Filed December 31, 2008

In re Donald P. Lasica
Commission No. 07 CH 125

Synopsis of Hearing Board Report and Recommendation

NATURE OF THE CASE: 1) conversion; 2) breaching fiduciary obligations; 3) engaging in conduct involving dishonesty, fraud, deceit or misrepresentation; 6) engaging in conduct that is prejudicial to the administration of justice; 7) engaging in conduct which tends to defeat the administration of justice or to bring the courts or the legal profession into disrepute.

RULES DISCUSSED: 8.4(a)(4), 8.4(a)(5) of the Illinois Rules of Professional Conduct and Supreme Court Rule 770.


DATE OF OPINION: December 31, 2008.

HEARING PANEL: Debra J. Braselton, James P. Fieweger, Mark Fitzgerald.




In the Matter of:



No. 1585002.

Commission No. 07 CH 125



The hearing in this matter was held on October 6, 2008 at the offices of the Attorney Registration and Disciplinary Commission, 130 East Randolph, Chicago, Illinois before a hearing panel consisting of Debra J. Braselton, Chair, James P. Fieweger, and Mark Fitzgerald. Meriel Coleman represented the Administrator of the Attorney Registration and Disciplinary Commission. Respondent Donald P. Lasica appeared and was represented by Warren Lupel.


On December 18, 2007, the Administrator filed a one-count Complaint against Respondent alleging that he breached his fiduciary obligations and converted approximately $77,000 in connection with his handling of an estate.

In his answer to the Complaint, Respondent admitted many of the factual allegations but denied engaging in any professional misconduct.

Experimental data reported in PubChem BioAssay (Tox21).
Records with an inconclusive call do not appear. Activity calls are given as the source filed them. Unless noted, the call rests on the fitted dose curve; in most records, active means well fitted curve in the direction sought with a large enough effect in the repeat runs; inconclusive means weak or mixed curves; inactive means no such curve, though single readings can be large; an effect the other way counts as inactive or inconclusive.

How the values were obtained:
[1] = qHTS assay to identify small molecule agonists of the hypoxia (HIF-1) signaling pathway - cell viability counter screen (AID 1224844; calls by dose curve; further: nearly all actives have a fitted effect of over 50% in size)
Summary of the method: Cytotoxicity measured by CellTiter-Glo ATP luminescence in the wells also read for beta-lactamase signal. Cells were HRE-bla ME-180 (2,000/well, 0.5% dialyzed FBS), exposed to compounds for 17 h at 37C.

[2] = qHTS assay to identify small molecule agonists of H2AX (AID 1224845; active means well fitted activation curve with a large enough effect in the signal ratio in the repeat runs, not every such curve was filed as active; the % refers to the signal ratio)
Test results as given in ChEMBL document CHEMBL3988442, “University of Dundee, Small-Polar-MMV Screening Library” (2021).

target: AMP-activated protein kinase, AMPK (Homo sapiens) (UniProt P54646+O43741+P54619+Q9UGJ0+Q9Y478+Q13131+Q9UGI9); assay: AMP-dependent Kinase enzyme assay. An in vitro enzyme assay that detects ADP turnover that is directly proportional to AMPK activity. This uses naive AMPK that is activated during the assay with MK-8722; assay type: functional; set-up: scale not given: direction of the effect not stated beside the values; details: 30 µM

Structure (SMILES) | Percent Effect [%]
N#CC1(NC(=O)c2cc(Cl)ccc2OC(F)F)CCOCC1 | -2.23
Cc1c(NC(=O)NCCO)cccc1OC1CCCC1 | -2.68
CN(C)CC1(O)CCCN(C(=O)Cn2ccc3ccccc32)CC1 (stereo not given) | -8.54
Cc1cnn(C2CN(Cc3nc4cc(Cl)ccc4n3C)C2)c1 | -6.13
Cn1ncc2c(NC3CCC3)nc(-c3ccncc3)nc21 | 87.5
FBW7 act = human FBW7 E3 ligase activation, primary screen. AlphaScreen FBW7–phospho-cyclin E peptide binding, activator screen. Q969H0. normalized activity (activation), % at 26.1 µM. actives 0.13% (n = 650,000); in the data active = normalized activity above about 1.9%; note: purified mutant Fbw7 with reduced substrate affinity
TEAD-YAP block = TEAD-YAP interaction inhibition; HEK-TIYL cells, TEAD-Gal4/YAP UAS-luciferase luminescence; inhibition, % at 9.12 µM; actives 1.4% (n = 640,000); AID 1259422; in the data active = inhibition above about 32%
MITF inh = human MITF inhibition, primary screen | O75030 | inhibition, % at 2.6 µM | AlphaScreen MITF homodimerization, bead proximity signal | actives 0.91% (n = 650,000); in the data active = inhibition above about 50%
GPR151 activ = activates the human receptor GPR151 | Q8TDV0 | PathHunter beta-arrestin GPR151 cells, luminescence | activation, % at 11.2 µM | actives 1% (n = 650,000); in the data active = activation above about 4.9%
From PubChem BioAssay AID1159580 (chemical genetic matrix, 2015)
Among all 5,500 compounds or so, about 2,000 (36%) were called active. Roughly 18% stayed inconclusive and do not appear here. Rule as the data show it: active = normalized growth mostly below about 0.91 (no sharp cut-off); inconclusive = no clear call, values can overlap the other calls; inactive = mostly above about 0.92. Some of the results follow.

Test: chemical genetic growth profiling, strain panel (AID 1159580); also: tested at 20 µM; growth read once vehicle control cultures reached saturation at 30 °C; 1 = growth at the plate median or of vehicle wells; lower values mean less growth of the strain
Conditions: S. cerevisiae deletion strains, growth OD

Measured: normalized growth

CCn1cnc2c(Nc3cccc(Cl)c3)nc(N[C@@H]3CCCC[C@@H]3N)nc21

The Administrator presented the evidence deposition of Brian Gancarcyzk and twenty-four exhibits, which were admitted into evidence. Respondent testified on his own behalf, called William Gancarcyzk as a witness, and submitted one exhibit.


Undisputed Allegations

On May 8, 2002, Ann M. Mietlicki (hereinafter "Mietlicki") died intestate in Lyons Township, Illinois. At the time of Mietlicki's death, the value of her estate was at least $99,000 and the estate's primary asset was a house. Kerry Czarnecki was named independent administrator of Mietlicki's estate. The sole beneficiary of the estate was Mietlicki's grandson, Brian Gancarcyzk ("Brian").

In or around June 2002, Respondent agreed to represent Czarnecki in matters relating to Mietlicki's estate. At that time, Respondent requested and received payment of a $5,000 retainer, against which he agreed to bill for services he provided to the estate.

On June 18, 2002, Respondent filed a Petition for Probate of Mietlicki's estate and for letters of administration in the Circuit Court of Cook County. Thereafter, in November 2002, Respondent represented the Mietlicki estate in the sale of Mietlicki's house, which sold for $110,000.

On or around November 27, 2002, Respondent received check number 8231050817 from Greater Illinois Title Company for the amount of $99,000.10, which represented the funds due Mietlicki's estate from the sale of the house after taxes and other charges were assessed. The check was deposited into Regency Savings Bank account number 30213050, entitled "Donald P. Lasica, escrowee for Brian Gancarcyzk" (the "escrow account"). (Adm. Ex. 1)

Between November 26, 2002 and December 2, 2002, with approval of the court, Respondent disbursed $10,757.38 to Estelle Czernecki as reimbursement for payments that she previously made to pay for Mietlicki's funeral, and $930 to Weinstein & Ryan as compensation for bond services provided to Kerry Czarnecki. After making those disbursements, Respondent


should have been holding at least $87,312.72 on behalf of Brian Gancarcyzk, the sole heir of Mietlicki's estate. (Adm. Ex. 2).

As the attorney for Mietlicki's estate, Respondent had a fiduciary relationship with Brian Gancarcyzk and the Mietlicki estate requiring him to exercise at all times the highest degree of honesty, loyalty, and good faith regarding his handling of the estate's property. As a consequence of his fiduciary duty and relationship, Respondent was prohibited from engaging in actions that gave preference to his own business and personal interests over the interests of Brian Gancarcyzk and the Mietlicki estate.